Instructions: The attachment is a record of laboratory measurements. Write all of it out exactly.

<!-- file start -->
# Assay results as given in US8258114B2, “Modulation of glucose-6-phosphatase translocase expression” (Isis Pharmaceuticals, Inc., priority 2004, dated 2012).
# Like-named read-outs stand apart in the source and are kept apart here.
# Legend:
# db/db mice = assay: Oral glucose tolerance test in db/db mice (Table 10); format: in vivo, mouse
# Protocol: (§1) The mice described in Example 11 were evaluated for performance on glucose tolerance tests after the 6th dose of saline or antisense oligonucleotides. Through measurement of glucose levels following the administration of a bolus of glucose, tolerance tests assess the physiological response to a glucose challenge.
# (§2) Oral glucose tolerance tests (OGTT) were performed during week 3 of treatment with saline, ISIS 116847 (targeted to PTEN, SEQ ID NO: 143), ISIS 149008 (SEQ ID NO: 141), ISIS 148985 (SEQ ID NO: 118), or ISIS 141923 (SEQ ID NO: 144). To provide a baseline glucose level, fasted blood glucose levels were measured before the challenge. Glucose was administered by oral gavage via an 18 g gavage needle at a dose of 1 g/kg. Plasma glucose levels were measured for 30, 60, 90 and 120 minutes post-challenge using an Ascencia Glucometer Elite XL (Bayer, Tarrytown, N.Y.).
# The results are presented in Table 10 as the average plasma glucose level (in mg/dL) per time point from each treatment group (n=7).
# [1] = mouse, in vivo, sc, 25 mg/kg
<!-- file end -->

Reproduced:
# Assay results as given in US8258114B2, “Modulation of glucose-6-phosphatase translocase expression” (Isis Pharmaceuticals, Inc., priority 2004, dated 2012).
# Like-named read-outs stand apart in the source and are kept apart here.
# Legend:
# db/db mice = assay: Oral glucose tolerance test in db/db mice (Table 10); format: in vivo, mouse
# Protocol: (§1) The mice described in Example 11 were evaluated for performance on glucose tolerance tests after the 6th dose of saline or antisense oligonucleotides. Through measurement of glucose levels following the administration of a bolus of glucose, tolerance tests assess the physiological response to a glucose challenge.
# (§2) Oral glucose tolerance tests (OGTT) were performed during week 3 of treatment with saline, ISIS 116847 (targeted to PTEN, SEQ ID NO: 143), ISIS 149008 (SEQ ID NO: 141), ISIS 148985 (SEQ ID NO: 118), or ISIS 141923 (SEQ ID NO: 144). To provide a baseline glucose level, fasted blood glucose levels were measured before the challenge. Glucose was administered by oral gavage via an 18 g gavage needle at a dose of 1 g/kg. Plasma glucose levels were measured for 30, 60, 90 and 120 minutes post-challenge using an Ascencia Glucometer Elite XL (Bayer, Tarrytown, N.Y.).
# The results are presented in Table 10 as the average plasma glucose level (in mg/dL) per time point from each treatment group (n=7).
# [1] = mouse, in vivo, sc, 25 mg/kg